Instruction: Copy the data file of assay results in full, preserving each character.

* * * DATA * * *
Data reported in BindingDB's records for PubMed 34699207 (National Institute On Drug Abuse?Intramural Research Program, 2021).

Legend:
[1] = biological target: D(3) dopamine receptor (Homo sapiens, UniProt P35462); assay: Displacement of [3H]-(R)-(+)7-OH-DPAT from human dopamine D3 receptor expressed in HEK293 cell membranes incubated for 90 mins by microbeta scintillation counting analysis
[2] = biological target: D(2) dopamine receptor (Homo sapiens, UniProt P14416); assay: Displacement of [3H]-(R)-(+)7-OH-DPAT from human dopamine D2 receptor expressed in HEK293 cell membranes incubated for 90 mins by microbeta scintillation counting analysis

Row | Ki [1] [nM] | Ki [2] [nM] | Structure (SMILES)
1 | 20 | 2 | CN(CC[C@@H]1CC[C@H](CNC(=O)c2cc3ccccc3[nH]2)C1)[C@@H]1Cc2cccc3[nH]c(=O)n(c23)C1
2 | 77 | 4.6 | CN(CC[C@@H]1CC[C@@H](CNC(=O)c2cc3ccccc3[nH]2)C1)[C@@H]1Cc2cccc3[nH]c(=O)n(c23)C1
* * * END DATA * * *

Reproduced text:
Data reported in BindingDB's records for PubMed 34699207 (National Institute On Drug Abuse?Intramural Research Program, 2021).

Legend:
[1] = biological target: D(3) dopamine receptor (Homo sapiens, UniProt P35462); assay: Displacement of [3H]-(R)-(+)7-OH-DPAT from human dopamine D3 receptor expressed in HEK293 cell membranes incubated for 90 mins by microbeta scintillation counting analysis
[2] = biological target: D(2) dopamine receptor (Homo sapiens, UniProt P14416); assay: Displacement of [3H]-(R)-(+)7-OH-DPAT from human dopamine D2 receptor expressed in HEK293 cell membranes incubated for 90 mins by microbeta scintillation counting analysis

Row | Ki [1] [nM] | Ki [2] [nM] | Structure (SMILES)
1 | 20 | 2 | CN(CC[C@@H]1CC[C@H](CNC(=O)c2cc3ccccc3[nH]2)C1)[C@@H]1Cc2cccc3[nH]c(=O)n(c23)C1
2 | 77 | 4.6 | CN(CC[C@@H]1CC[C@@H](CNC(=O)c2cc3ccccc3[nH]2)C1)[C@@H]1Cc2cccc3[nH]c(=O)n(c23)C1